TWO elderly Inverclyde women have seen off scammers who tried to convince them to reveal their bank details in the past 24 hours.
In both cases, the scammers falsely claimed that a substantial amount of cash had been taken from the women’s accounts and transferred abroad.
One of the women, who asked not to be named, said: “I’d just had my lunch when the phone rang. A young lady introduced herself and said she was in banking or something like that. She said it so quickly I didn’t catch exactly what it was she said. But she didn’t mention which bank it was that she worked for.
“She told me that she had information that £600 had been removed from my bank account and sent abroad. She said I should press 1 on my phone. I hung up straight away when she said that.
“One of the council’s trading standards officers gave a talk to our over-50s club before we all had to go into lockdown, so I knew it was a scam.
“I panicked a little bit after that because I don’t have anyone to talk to about these things. It was only afterwards that I thought to do a 1471 to get the young lady’s number. I gave it to the Fraud Squad and they’re trying to get to the bottom of it.”
Councillor Michael McCormick, convener of Inverclyde Council’s environment and regeneration committee, said: “This lady did exactly the right thing. She just put the phone down and didn’t press anything.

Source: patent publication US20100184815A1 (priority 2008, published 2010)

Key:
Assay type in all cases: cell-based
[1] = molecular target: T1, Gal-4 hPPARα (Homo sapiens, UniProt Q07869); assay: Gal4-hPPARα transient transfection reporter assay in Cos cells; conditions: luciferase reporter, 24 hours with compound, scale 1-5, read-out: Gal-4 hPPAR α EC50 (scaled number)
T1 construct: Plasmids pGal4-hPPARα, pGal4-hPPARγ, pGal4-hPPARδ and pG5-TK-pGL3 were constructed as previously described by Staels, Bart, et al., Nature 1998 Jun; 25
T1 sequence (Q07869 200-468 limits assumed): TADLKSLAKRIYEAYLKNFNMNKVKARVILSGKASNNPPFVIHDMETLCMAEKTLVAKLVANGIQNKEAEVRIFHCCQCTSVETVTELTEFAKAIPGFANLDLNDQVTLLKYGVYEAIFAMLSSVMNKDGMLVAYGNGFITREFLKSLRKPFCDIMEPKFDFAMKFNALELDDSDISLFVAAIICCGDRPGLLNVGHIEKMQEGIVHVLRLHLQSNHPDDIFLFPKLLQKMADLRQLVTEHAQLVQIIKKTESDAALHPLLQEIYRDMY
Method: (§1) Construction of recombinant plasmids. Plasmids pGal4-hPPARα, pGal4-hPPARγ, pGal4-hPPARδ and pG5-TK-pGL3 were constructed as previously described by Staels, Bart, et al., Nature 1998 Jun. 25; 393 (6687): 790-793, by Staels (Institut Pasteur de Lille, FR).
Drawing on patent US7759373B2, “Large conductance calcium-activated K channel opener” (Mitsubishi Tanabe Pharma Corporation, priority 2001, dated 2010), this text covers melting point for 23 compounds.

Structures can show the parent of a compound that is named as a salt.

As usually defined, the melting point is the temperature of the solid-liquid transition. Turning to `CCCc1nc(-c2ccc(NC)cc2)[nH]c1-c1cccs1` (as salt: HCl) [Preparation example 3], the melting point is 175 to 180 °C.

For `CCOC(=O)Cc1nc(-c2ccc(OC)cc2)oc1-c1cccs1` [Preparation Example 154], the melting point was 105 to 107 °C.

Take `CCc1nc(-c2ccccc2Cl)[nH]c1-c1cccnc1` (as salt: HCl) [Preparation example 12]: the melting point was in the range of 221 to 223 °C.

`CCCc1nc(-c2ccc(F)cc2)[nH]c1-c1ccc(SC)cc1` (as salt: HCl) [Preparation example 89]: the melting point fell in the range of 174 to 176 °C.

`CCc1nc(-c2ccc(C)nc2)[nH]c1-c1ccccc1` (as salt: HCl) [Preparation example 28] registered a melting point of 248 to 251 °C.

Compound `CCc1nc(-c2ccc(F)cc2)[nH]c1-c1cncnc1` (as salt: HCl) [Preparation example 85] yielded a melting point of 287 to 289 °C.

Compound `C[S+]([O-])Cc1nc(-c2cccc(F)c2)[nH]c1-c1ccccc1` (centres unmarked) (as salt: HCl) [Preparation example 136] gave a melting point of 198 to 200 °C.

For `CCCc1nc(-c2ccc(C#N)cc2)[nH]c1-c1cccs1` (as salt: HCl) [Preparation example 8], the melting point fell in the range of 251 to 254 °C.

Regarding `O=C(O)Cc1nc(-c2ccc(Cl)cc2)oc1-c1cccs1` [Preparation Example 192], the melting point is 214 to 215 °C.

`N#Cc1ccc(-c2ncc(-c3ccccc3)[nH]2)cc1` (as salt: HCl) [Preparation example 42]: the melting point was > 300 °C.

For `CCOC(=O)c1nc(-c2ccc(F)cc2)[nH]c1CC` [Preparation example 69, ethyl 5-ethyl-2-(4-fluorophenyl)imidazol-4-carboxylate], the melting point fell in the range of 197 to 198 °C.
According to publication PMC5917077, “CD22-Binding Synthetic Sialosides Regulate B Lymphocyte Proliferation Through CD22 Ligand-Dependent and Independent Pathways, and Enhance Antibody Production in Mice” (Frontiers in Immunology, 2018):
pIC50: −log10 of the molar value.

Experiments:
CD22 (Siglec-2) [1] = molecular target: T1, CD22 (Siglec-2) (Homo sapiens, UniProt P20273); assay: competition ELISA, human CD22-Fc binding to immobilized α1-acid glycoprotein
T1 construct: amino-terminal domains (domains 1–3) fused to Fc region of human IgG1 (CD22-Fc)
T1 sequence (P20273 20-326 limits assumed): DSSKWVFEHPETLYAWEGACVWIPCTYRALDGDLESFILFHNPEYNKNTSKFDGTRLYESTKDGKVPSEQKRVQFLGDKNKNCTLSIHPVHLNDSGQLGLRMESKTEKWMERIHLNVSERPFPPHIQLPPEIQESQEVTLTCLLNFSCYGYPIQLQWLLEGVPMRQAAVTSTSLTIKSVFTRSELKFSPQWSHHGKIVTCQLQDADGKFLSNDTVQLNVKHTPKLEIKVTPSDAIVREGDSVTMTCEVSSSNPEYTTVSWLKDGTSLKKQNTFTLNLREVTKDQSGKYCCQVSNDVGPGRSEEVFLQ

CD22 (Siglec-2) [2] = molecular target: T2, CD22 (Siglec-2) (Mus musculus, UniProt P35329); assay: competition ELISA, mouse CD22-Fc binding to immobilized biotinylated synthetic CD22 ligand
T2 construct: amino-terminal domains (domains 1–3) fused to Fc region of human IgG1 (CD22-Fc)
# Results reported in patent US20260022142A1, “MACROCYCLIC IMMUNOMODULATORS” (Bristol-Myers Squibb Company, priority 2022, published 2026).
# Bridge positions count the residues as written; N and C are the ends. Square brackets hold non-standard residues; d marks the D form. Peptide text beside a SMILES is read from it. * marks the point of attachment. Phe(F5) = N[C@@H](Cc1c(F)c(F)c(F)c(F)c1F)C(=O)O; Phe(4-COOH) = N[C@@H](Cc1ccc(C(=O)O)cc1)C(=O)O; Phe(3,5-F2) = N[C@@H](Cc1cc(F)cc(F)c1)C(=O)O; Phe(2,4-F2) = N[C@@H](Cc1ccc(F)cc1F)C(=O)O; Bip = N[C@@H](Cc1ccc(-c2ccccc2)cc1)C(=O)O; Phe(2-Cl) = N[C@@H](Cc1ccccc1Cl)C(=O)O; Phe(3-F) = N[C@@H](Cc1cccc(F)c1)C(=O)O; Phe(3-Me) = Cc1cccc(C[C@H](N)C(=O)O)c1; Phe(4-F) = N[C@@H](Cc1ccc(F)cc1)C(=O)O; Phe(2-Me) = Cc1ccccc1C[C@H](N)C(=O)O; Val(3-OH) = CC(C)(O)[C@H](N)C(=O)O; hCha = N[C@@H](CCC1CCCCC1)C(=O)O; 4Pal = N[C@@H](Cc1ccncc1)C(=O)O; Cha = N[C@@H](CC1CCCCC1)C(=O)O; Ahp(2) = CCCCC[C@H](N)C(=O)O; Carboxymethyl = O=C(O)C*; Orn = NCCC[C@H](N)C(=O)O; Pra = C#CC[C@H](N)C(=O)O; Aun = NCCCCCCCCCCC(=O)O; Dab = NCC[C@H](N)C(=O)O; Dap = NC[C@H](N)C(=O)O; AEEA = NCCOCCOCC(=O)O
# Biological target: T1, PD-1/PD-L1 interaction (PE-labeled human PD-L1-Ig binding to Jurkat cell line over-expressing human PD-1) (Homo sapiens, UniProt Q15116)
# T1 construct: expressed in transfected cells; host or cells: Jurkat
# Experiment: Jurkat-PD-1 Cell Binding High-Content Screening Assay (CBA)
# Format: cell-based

“Sometimes banks will contact customers by phone or text if they spot a suspicious transaction. In these circumstances the best thing to do is say that you will call them back. If the caller tries to tell you the number to ring don’t use it. Always find the right number for your bank from a trusted source. Your own bank cards are best. They all have a number for the customer services team on the back.
“This householder was quick-witted in doing a 1471 to find out the caller’s phone number. Unfortunately, there is a lot of technology scammers can use to make it look like they are calling from a local number when they are on the other side of the world.
“Scammers are very intelligent. Scams are becoming more plausible and often involve more realistic amounts of money. A person is much more likely to believe they are due a £300 council tax refund rather than the classic £10million bank transfer from an unknown, but very generous, Nigerian prince! Even so this scam still rakes in an estimated £500,000 a year.”
He urged people to remember the three tests for spotting a scam:
— Are you being contacted out of the blue?
— Is there a very tight deadline or some other sort of time pressure?
— Is there some sort of threat or reward involved? Scammers usually try to frighten their victims or appeal to their desire for a good deal.